The meeting convenes in the Sanctuary immediately following the 9:00 a.m. service. Hear the highlights of the year reported by President Nancy Ver Steegh and Victoria Safford; honor the commitment of dedicated lay leaders with your presence and the power of your vote as they stand for elected office; own the vision and mission of our congregation by affirming the budget and the program it empowers for the coming year. All are welcome and encouraged to take part in the Annual Meeting.

If you are a member of our church, please make every effort to attend and establish the required quorum! With 761 members, we will need 153 just to open the Meeting.

Annual Congregational Meeting Agenda
Sunday, June 7, 2015 10:15 a.m.

  1. Lighting of the chalice
  2. Call to Order and recognition of parliamentarian
  3. Approval of minutes of June 8, 2014 Annual Meeting
  4. Recognition of new members
  5. Report of the President
  6. Report of the Minister
  7. Recognition of the 2014-2015 and 2015-2016 Pledge Chairs Carla Scholz, Chris Nelson, Jeff Nelson
  8. Report of the Treasurer
  9. Presentation and approval of 2015-2016 operating budget
  10. Election of new Board officers and directors
    • President Steve Kahn
    • Vice President Laurie Kigner
    • Secretary Dana Boyle
    • At-Large Susan Miles
    • Youth Representative
    • Rebecca Edwards

Election of new Nominations and Leadership Development Committee members: Annie Vail and Jason Sem

11. Green Sanctuary vote
12. Finding Home Task Force report
13. Hallam Avenue purchase vote
14. New Business
15. Adjournment
16. Closing words

May – From the Minister

Posted by on May 3, 2015 in Spirituality | 0 comments

Save the Date!

The Annual Meeting is a throw-back, a remnant of a simpler time when it was still possible to imagine governing a congregation—or any other complex institution—in person, voting with a literal show of literal hands, discussing and debating and applauding what deeply matters in a community face-to-face and heart-to-heart, when showing up was a sign not only of one’s own agency and self-interest, but a real sign, too, of caring for the institution and the people in it, a sign of caring and respect. In New England, many towns still are governed in this way: the citizens who live in a place and love it show up in person, once a year, to demonstrate that love. They call it “turning out to vote, ” but you can see the love. They elect a city government, allocate a budget, wrangle over public schools and potholes—but by the very act of showing up, they show faith in one another, concern for one another and the “common wealth, ” and deep love for democracy, the great experiment which relies first and always on engagement—everybody at the table.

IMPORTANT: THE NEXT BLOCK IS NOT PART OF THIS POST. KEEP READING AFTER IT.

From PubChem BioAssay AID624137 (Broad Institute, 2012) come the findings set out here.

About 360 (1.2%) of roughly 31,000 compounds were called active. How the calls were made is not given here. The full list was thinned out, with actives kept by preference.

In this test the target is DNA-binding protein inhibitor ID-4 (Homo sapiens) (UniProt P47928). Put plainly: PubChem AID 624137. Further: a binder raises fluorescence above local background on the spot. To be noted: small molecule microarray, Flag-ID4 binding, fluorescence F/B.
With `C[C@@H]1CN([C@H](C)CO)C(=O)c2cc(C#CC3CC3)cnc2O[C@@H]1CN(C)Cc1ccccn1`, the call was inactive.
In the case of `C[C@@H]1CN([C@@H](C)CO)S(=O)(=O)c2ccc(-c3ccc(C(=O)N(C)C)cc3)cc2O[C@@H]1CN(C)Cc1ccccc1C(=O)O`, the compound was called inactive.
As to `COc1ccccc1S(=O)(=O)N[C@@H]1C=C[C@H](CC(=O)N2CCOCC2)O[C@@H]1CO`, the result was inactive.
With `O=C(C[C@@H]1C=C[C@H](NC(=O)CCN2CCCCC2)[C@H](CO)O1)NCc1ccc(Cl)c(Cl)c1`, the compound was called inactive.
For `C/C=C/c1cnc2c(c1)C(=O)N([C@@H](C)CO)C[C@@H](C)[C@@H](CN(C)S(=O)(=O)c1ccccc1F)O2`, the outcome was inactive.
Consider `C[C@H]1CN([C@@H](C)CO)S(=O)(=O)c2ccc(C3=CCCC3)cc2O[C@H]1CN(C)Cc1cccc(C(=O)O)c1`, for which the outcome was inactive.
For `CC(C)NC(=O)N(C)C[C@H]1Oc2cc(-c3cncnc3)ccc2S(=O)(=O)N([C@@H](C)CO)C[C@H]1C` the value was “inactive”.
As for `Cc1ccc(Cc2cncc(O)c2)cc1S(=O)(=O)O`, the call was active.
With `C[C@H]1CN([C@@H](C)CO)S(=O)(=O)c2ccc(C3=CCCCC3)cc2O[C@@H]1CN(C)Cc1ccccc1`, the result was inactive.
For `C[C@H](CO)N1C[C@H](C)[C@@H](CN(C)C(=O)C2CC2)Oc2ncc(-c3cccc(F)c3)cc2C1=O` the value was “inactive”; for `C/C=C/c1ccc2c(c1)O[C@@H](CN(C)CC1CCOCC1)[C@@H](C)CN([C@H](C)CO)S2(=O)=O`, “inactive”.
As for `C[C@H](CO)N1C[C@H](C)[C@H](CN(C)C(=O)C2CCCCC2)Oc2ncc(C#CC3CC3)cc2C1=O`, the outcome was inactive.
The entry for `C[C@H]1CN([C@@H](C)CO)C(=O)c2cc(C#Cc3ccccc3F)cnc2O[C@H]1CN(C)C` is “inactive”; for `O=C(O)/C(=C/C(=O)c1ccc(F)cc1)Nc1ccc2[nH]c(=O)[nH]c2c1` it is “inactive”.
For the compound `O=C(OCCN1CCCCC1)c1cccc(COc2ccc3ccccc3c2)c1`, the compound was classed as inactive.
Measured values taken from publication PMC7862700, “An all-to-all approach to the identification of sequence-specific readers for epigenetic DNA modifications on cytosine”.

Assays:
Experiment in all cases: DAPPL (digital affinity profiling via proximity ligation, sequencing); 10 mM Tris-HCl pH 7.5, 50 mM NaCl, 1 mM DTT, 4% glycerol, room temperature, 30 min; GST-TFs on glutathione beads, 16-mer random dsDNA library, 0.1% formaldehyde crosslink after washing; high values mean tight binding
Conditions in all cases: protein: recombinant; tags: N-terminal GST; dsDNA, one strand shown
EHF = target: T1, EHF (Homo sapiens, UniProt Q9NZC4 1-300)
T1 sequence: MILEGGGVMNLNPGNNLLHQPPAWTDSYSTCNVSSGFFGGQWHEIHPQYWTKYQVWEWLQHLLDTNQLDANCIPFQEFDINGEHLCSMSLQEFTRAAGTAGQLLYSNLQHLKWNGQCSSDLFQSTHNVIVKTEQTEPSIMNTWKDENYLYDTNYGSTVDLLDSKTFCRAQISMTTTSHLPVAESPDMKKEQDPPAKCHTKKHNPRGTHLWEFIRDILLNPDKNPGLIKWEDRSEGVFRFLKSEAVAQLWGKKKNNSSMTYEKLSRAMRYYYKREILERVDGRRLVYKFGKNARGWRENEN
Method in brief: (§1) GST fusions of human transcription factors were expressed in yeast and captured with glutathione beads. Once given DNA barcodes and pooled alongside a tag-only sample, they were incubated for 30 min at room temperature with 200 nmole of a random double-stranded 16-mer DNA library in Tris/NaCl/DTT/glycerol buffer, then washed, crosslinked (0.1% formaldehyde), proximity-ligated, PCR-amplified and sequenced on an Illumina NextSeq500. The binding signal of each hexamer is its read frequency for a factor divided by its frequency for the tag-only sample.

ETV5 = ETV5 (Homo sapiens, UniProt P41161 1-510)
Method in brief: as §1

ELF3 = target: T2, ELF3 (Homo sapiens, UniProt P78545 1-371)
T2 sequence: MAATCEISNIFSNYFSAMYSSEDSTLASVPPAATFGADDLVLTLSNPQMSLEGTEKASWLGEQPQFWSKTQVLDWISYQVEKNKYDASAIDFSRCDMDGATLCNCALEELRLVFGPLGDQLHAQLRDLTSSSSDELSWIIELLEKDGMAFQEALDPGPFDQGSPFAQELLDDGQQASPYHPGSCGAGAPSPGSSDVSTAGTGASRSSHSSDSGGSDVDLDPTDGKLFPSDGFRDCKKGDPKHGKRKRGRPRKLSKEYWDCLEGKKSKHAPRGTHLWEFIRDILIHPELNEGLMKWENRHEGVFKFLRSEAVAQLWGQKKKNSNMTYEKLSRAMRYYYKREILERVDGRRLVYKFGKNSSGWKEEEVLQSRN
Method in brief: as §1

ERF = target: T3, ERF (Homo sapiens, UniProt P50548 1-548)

Built on this same democratic model, Unitarian Universalist congregations are governed by congregational polity: the congregation rules, the members holding in their hands all authority to raise and spend money; elect leaders; ordain, call, and dismiss ministers; and discern their own direction, to determine who they are and who they’re called to be.

It is a beautiful, humble, and humbling process, and it can only work if you show up. It’s not for lack of innovation or imagination that the congregation governs in this retro way, convening once a year not virtually and not online, but in person in the sanctuary: it is sacred work you do, an honor and a privilege. To offer to each other your most precious gift, the gift of time (real time) and presence, is a sign of deep respect, and even reverence.